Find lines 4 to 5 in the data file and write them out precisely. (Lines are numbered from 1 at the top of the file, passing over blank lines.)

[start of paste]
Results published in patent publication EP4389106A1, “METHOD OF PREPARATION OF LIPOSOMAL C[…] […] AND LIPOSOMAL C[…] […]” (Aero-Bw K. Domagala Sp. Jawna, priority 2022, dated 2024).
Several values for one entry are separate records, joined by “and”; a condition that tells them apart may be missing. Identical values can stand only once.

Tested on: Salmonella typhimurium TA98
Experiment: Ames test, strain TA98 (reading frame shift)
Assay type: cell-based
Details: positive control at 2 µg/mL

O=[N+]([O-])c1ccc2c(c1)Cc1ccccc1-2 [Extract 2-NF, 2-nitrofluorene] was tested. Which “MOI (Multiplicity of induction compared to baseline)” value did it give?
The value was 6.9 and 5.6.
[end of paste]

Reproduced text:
Experiment: Ames test, strain TA98 (reading frame shift)
Assay type: cell-based